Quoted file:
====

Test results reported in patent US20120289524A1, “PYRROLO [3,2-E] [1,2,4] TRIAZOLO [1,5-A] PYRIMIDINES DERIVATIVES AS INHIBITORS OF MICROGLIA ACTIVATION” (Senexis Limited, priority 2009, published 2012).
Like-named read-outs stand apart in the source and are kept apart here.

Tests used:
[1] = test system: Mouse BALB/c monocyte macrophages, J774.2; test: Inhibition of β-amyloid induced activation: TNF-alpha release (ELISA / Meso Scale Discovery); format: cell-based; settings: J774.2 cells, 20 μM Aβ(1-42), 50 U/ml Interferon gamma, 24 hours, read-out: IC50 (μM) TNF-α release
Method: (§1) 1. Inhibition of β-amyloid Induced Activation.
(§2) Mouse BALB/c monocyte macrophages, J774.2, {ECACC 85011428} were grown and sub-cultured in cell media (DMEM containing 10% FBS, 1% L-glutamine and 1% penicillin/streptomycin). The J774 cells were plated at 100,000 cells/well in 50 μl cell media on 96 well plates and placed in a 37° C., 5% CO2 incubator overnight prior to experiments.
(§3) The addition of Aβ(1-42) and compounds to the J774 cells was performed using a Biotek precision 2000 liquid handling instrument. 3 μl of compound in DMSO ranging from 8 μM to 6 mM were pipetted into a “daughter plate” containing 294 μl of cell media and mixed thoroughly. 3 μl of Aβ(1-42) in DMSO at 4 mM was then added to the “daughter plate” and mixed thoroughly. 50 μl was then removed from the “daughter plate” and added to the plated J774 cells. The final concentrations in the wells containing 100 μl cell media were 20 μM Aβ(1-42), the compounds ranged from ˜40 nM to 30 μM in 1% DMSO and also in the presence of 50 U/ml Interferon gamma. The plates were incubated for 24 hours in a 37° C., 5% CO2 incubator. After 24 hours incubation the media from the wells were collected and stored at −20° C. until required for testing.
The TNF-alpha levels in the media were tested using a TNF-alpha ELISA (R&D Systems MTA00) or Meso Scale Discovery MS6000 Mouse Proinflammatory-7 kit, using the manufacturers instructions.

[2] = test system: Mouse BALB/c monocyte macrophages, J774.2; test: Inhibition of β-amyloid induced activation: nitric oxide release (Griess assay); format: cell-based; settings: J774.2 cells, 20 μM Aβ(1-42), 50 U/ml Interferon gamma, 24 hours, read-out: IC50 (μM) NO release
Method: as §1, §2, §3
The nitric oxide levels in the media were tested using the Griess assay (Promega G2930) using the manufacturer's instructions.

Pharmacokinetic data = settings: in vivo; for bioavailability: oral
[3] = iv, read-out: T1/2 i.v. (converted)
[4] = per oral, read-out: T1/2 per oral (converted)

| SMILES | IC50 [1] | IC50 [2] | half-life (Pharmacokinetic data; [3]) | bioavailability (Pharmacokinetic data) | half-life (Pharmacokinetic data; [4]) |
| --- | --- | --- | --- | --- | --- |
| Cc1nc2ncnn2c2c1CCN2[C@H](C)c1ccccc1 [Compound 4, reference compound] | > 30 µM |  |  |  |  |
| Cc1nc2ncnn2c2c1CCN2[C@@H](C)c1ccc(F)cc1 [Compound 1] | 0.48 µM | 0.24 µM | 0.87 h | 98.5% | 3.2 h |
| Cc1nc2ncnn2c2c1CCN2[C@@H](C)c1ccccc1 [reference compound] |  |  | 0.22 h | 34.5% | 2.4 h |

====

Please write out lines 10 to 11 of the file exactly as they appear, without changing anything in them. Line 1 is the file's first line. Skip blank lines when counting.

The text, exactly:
Method: as §1, §2, §3
The nitric oxide levels in the media were tested using the Griess assay (Promega G2930) using the manufacturer's instructions.